Not long after the Wall Street Crash of 1929, Walter Bjorkstrand fought for economic freedom by founding his own company. Throughout the years, future generations of Bjorkstrands picked up the mantle, which currently resides in the knowledgeable hands of family members Mark and Jesse. Mark made his foray into the home improvement industry in 1968, soon becoming an exclusive dealer of Gutter Topper in the Twin Cities. Likewise, Jesse has been installing gutters, siding, and roofing for more than 20 years. As an authorized Gutter Topper installer, Jesse skillfully fits gutters with covers and guards that prevent leaves and debris from clogging them as water trickles freely through uninhibited downspouts. Mark and Jesse's techs each possess at least 11 years of experience, performing gutter work on all matter of houses and buildings throughout the years. When they aren't installing and cleaning gutters, the team armors homes with siding, fits walkways with heated snow mats, and guides unruly rain drops to the earth with decorative rain chains.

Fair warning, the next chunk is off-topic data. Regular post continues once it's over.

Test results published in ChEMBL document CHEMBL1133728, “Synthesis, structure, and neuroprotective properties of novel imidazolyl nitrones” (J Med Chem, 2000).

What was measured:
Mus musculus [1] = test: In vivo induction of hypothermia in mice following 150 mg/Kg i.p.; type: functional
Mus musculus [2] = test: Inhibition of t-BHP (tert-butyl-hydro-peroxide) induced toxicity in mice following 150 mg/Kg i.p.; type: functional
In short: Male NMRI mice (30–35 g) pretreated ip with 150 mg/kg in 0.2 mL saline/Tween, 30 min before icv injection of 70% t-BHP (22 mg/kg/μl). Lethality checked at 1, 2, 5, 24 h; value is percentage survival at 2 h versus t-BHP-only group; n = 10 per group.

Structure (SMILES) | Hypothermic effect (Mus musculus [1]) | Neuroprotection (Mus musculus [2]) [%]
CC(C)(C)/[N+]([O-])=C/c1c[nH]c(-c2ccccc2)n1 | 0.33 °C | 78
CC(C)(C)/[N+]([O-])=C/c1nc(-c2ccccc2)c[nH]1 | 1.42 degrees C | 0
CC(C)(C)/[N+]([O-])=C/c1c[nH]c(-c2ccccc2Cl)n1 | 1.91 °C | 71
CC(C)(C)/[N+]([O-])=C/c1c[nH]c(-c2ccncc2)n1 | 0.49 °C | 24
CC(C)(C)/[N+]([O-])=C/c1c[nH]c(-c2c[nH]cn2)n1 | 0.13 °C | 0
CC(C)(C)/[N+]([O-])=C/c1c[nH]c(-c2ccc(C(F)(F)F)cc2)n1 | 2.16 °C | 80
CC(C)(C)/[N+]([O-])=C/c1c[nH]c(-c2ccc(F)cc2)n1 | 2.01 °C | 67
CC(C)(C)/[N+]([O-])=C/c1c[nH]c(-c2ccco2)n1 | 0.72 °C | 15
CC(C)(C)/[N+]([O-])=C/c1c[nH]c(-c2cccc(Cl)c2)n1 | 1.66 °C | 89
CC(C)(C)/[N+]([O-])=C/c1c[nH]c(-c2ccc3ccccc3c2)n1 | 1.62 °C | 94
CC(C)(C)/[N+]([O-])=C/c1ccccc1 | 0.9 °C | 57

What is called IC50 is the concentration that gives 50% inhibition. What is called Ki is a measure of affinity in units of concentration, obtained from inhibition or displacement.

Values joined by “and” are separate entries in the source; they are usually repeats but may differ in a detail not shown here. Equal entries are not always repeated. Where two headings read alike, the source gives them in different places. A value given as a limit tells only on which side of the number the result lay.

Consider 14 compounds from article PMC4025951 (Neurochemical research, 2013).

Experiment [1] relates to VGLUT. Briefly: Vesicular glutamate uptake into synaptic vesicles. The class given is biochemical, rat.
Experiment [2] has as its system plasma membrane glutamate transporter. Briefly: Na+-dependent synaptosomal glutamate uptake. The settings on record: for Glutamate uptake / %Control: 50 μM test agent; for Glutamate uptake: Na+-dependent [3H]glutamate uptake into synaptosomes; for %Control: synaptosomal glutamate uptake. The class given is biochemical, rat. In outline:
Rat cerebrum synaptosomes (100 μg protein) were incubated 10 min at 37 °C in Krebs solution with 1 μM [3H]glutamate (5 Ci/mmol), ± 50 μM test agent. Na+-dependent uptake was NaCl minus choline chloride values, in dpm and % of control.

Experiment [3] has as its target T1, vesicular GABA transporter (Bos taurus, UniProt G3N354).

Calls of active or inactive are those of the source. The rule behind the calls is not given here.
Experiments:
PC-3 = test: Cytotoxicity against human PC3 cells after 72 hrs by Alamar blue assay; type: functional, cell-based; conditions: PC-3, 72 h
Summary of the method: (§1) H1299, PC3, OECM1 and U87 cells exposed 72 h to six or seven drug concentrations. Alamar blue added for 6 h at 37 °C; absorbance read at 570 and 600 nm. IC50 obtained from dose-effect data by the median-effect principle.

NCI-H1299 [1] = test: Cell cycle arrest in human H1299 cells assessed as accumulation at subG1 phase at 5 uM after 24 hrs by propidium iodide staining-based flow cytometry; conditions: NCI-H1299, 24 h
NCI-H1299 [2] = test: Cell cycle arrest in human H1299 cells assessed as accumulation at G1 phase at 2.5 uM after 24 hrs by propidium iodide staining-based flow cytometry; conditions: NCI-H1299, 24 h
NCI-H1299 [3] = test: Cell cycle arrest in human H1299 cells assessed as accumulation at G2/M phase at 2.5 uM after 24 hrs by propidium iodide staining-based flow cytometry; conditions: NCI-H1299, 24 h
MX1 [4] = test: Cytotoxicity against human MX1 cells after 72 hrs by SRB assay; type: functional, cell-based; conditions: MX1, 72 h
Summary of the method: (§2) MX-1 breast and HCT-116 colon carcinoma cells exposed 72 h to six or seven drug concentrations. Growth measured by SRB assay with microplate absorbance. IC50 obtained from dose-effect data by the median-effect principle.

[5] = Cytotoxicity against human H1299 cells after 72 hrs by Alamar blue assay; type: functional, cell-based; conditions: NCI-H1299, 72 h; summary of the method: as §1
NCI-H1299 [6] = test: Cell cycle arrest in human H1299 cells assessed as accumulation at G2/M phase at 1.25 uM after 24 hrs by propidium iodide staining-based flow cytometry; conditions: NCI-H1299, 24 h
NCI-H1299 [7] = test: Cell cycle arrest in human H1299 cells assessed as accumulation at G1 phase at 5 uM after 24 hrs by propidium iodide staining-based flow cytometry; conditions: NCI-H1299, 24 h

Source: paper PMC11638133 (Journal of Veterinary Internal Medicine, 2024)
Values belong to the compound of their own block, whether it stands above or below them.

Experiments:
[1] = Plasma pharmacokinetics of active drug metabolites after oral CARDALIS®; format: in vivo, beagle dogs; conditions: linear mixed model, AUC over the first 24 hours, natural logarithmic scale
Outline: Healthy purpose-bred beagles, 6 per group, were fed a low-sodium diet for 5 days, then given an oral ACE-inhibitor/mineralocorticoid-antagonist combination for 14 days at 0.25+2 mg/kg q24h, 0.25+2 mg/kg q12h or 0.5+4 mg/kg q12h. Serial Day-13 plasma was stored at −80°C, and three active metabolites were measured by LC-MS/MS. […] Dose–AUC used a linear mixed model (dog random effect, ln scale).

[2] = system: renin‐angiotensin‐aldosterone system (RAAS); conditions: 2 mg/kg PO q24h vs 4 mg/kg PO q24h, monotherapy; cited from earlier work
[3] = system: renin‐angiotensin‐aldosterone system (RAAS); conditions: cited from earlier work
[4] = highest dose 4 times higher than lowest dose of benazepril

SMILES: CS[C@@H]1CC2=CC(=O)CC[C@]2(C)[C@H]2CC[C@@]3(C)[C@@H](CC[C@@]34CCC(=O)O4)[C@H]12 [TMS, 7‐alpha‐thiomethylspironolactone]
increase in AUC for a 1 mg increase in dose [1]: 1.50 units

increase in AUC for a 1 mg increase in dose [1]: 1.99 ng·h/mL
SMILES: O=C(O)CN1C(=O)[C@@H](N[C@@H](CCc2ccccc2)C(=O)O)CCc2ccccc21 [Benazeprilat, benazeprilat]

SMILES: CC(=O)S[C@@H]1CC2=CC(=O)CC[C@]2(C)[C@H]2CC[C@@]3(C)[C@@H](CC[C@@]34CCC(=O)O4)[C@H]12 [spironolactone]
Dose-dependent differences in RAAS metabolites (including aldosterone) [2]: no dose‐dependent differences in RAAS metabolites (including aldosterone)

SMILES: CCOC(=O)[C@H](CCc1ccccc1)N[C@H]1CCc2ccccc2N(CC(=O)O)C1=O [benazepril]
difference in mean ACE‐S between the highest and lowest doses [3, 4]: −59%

Family patriarch Nordy Rockler opened the doors of his first store in 1954 to supply his fellow craftsmen with knowledge, friendly advice, and a large selection of tools for at-home woodworking projects. Now, the chain of retail outlets brims with more than 20,000 tools and specialized woodworking equipment. Next to a steely rainbow of hinges, casters, and screws, a supply of lumber and exotic hardwoods provides planks for building tree houses or just leaving around as a warning to uncooperative trees. The tenor buzz of power tools operated by newly knowledgeable guests drifts from educational sessions on operating equipment and woodworking.